1. Technological Field
The present application relates generally to fraud control in telecommunications systems and, in particular, to preventing fraud in calls from an international origin point to a domestic terminating point in a long distance telecommunications network.
2. Description of the Related Art
The telecommunications industry has experienced significant changes in the way that customers are billed for their telephone calls. From the once simple method of billing the originating caller, many methods have been developed, allowing greater flexibility for the telecommunications customer. A predominant method for making telephone calls away from home or the office is by utilizing the telephone calling card to charge the call. This method has grown to include multinational travelers, who bring their calling cards with them to international destinations.
Calling card customers may use any telephone facility, including public facilities, to make a call that will be charged to their account. When calling domestically, the process of making calls using a calling card typically includes dialing an “800” number, waiting for an audio prompt, and then entering an account number and a Personal Identification Number (PIN) into a telephone key pad device. The “800” (and now “888”) number phone calls are one type of a category of phone calls called “special service” calls. These special service calls, which include “700”, “800/888”, and “900” number calls, allow contemporary telecommunications networks to provide many services beyond direct distance dialing. It is the long distance carriers that provide this special service call processing, which allows for toll-free calls, calling card calls, special rate calls, etc. When dialing from an international location, instead of the “800” number, there is typically an access code for the particular country from which one is dialing. However, the procedure followed is similar in all special service calls.
Following the example of a calling card call, once the account number and PIN have been entered, the calling card customer can make one or more calls from whatever location the customer is dialing in from. These calls are subsequently charged to the customer's calling card account. Calling cards can also be used to avoid having to pay additional surcharges when making calls from certain public facilities such as hotels and telephone booths.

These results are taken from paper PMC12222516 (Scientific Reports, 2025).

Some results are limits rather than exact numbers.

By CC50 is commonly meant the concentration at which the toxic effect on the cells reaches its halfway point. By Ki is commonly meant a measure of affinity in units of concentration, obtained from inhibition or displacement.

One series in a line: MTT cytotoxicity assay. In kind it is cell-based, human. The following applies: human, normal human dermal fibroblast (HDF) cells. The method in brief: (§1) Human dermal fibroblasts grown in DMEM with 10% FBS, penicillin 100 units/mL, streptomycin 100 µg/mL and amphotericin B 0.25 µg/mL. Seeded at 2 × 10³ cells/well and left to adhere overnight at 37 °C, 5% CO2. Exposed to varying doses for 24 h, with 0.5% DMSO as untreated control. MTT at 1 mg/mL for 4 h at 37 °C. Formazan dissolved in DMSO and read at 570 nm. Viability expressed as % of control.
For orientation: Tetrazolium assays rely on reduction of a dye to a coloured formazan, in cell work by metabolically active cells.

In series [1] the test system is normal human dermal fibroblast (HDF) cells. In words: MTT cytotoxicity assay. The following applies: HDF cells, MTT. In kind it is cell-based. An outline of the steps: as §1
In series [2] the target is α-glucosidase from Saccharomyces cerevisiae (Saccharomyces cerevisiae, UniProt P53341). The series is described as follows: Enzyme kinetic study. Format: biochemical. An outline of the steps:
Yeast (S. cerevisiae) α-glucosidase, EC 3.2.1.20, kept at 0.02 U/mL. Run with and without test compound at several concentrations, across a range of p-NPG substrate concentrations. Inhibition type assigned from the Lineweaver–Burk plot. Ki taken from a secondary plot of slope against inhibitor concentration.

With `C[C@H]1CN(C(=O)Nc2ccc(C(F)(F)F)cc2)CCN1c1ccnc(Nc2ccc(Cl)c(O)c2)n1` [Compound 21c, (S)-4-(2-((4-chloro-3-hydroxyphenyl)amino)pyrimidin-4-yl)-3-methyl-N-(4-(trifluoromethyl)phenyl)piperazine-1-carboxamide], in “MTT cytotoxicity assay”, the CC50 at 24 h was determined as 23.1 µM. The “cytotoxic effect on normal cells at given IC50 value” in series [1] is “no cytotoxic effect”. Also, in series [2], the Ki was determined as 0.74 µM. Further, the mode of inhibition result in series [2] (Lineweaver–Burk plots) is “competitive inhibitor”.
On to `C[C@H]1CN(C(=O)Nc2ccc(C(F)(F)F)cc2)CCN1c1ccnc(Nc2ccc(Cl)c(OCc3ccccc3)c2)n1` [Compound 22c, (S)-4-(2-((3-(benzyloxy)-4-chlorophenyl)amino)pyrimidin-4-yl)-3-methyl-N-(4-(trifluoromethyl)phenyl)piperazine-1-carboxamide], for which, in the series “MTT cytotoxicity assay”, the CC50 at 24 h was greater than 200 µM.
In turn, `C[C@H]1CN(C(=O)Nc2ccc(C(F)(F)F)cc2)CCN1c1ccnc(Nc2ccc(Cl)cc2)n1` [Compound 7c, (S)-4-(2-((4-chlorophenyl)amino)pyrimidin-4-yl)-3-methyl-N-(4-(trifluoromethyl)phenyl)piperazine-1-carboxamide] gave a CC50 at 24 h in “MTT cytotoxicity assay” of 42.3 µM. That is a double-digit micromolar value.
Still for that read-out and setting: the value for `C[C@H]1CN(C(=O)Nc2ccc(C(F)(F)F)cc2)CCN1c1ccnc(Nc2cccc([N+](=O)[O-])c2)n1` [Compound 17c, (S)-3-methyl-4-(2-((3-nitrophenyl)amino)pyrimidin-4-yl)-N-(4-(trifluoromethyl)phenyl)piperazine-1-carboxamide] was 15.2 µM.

As with many new technologies, the ease and flexibility of the use of calling cards has led to abuse, and has consequently brought about new types of fraud. Calling card fraud costs businesses (and consumers) millions of dollars annually. Current security mechanisms, while effective, are not fail-safe, and protection mechanisms for consumers and businesses require improvement to stem these fraud-related losses.
There is a virtual underground industry in stolen calling cards and authorization codes. The multitude of ways that calling cards and authorization numbers find their way into unscrupulous hands need not be discussed here, but suffice it to say there is no end to the ingenuity of the criminal mind. One example of calling card fraud is the technique of “surfing” banks of public telephones, such as are at airports. Criminals “surf” by looking over the shoulders of legitimate card users as they key in the account number and PIN. Then they sell or distribute these numbers and rampant fraud results. In some cases, a single account may incur charges in excess of $100,000 in a single weekend. Calling card fraud and other forms of fraudulent use present pervasive problems for telephone carriers, particularly long distance carriers.
One method of fraud control is to simply remove calling card numbers against which it is suspected that fraudulent calls are being charged. In order to recognize fraudulent calls, a “billing number”—a billing product and an account number, such as a calling card, pre-paid phone card, etc.—is monitored over time. For example, where the number of domestic calls placed within a certain amount of time using the same billing number exceeds a certain threshold, an alert is generated. International calls may have a lower threshold so that fewer calls within the time period generate an alert. In addition, the threshold may be further adjusted for calls to countries where a high percentage of fraudulent calls are directed.
Another method of fraud control is to identify particular origin points that are linked to suspicious activity and to block certain calls from those particular origin points. For example, a large number of long duration calls to China may be generated from an exchange in Manhattan. This would generate a threshold alert, which is typically sent to a fraud analyst. A fraud analyst would be stationed at a fraud control console 100, as shown in FIG. 1A. The fraud analyst analyzes the alert and the history of that exchange in order to determine whether or not to block that exchange from calling China. If the fraud analyst decides that there is fraudulent activity, he sets up a block on that exchange which will prevent subsequent calls to China or other international destinations that the fraud analyst selects.
However, this method is of no help with calls that originate from international locations and terminate domestically. Unlike the situation described above, the fraud analyst has no means to analyze and track international origin points with any specificity. For example, when a call originates at telephone 111 in China as shown in FIG. 1A and enters the long distance telecommunications network (or Inter-Exchange Carrier, IXC) 130 at IXC switch 131, the only information that the IXC network knows about the origin of that call is its country code (CC). Thus, a fraud analyst, or any program monitoring for threshold alerts, is not able to recognize if a call originates from a telephone exchange that is known to generate a large amount of fraudulent traffic. All that is known is that the call originated in China.